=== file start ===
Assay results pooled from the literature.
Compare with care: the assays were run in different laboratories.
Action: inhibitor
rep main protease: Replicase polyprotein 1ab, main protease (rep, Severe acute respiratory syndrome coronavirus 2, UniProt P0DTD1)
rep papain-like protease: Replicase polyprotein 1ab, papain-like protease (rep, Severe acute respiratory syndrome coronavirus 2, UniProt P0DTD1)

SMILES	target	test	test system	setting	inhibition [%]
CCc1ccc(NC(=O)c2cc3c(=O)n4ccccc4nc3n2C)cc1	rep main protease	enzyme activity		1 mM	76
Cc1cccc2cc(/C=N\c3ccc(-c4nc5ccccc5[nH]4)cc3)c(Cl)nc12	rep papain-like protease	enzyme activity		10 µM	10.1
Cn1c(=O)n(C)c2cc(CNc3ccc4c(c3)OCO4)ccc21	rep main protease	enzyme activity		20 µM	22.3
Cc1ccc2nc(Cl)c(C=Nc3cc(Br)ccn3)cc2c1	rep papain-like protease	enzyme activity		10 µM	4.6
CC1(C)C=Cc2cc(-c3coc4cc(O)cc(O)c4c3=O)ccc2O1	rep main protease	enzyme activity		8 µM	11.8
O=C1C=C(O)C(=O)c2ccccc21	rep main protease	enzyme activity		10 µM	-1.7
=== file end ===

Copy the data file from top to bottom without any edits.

Assay results pooled from the literature.
Compare with care: the assays were run in different laboratories.
Action: inhibitor
rep main protease: Replicase polyprotein 1ab, main protease (rep, Severe acute respiratory syndrome coronavirus 2, UniProt P0DTD1)
rep papain-like protease: Replicase polyprotein 1ab, papain-like protease (rep, Severe acute respiratory syndrome coronavirus 2, UniProt P0DTD1)

SMILES	target	test	test system	setting	inhibition [%]
CCc1ccc(NC(=O)c2cc3c(=O)n4ccccc4nc3n2C)cc1	rep main protease	enzyme activity		1 mM	76
Cc1cccc2cc(/C=N\c3ccc(-c4nc5ccccc5[nH]4)cc3)c(Cl)nc12	rep papain-like protease	enzyme activity		10 µM	10.1
Cn1c(=O)n(C)c2cc(CNc3ccc4c(c3)OCO4)ccc21	rep main protease	enzyme activity		20 µM	22.3
Cc1ccc2nc(Cl)c(C=Nc3cc(Br)ccn3)cc2c1	rep papain-like protease	enzyme activity		10 µM	4.6
CC1(C)C=Cc2cc(-c3coc4cc(O)cc(O)c4c3=O)ccc2O1	rep main protease	enzyme activity		8 µM	11.8
O=C1C=C(O)C(=O)c2ccccc21	rep main protease	enzyme activity		10 µM	-1.7